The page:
The grains were discovered in a stratum that dates back as early as 7,400 years ago, and a starch granule were also found on the millstone.
Beijing: People in China ate rice as far back as 7,400 years ago, researchers said, citing new archaeological discoveries.
Three carbonised rice grains have been identified at the Gaomiao relics site in a village near Hongjiang in the country’s central Hunan province.
The grains were discovered in a stratum that dates back as early as 7,400 years ago, and a starch granule were also found on the millstone from the same time, said He Gang, a researcher with the Hunan Institute of Archaeology.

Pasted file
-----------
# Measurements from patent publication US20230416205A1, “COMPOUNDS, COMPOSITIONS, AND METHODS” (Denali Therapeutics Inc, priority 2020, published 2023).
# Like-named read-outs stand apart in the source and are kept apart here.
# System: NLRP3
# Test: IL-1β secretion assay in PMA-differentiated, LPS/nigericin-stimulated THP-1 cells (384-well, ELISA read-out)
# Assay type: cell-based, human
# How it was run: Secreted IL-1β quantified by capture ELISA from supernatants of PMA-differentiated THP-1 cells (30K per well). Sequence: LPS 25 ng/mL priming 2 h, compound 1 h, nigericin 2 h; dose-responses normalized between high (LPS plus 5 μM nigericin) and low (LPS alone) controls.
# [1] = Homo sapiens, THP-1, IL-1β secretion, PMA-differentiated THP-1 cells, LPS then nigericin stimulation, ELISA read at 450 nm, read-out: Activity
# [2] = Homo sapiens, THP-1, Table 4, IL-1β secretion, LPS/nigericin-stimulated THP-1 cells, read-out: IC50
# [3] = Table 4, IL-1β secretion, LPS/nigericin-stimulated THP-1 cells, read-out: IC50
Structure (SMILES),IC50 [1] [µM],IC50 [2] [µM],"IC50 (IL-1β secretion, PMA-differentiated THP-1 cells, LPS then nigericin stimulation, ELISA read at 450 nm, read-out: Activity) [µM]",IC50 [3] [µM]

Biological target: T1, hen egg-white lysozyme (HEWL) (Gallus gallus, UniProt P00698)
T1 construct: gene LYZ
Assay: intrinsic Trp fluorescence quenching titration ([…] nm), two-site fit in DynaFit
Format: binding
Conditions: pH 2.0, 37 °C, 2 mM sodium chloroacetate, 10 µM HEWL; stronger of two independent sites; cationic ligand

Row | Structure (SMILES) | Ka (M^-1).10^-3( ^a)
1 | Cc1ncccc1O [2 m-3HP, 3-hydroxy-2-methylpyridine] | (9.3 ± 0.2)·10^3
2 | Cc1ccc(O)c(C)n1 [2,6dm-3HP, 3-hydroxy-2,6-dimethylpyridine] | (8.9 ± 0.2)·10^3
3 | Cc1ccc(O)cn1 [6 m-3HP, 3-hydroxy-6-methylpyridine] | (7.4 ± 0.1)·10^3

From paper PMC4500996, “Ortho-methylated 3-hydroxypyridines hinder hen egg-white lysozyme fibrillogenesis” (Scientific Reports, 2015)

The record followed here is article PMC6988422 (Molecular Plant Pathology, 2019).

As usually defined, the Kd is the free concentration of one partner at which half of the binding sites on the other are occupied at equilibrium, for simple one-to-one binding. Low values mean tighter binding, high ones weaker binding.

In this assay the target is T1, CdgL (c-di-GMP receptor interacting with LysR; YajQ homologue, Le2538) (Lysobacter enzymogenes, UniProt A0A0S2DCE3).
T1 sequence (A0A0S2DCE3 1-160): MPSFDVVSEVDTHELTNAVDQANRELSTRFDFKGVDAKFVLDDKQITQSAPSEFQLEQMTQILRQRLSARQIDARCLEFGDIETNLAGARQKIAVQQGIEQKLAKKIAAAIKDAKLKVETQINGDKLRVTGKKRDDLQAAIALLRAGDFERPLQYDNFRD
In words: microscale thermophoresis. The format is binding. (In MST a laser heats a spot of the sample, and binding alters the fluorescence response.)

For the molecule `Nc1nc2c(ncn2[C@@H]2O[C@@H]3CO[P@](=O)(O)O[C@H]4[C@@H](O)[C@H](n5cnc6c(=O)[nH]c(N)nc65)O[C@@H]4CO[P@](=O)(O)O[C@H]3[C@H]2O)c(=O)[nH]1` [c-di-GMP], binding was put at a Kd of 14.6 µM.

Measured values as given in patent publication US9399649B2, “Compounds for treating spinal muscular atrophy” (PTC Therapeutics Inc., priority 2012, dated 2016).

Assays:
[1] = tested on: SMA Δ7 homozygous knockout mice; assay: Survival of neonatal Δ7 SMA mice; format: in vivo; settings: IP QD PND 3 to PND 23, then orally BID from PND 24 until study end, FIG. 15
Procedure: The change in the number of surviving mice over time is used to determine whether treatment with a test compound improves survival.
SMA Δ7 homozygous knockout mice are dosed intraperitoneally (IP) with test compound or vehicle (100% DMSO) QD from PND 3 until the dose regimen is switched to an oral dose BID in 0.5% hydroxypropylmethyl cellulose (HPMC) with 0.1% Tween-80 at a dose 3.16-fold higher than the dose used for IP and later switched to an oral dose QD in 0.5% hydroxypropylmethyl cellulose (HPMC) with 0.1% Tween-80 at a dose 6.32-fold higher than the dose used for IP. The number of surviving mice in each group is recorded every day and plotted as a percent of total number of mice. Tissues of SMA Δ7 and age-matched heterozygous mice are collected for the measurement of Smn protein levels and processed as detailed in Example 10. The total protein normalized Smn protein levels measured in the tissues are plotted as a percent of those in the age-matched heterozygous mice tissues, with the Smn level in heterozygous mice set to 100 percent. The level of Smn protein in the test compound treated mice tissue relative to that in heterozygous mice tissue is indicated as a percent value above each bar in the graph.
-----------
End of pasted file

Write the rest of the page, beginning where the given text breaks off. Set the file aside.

“Rice had become a major food source for local residents. We believe it is the earliest rice cultural remains known in western Hunan,” he told the state-run Xinhua news agency.
The Gaomiao relics site was found in 1986.
Three archaeological excavations were carried out in 1991, 2004 and 2005.
A large amount of freshwater snails, shells, bones of dozens of animals including deer, pigs, cattle, bears, elephants and rhinoceros were excavated along with China’s oldest white pottery, decorated with the patterns of phoenix and eight-pointed stars, the report added.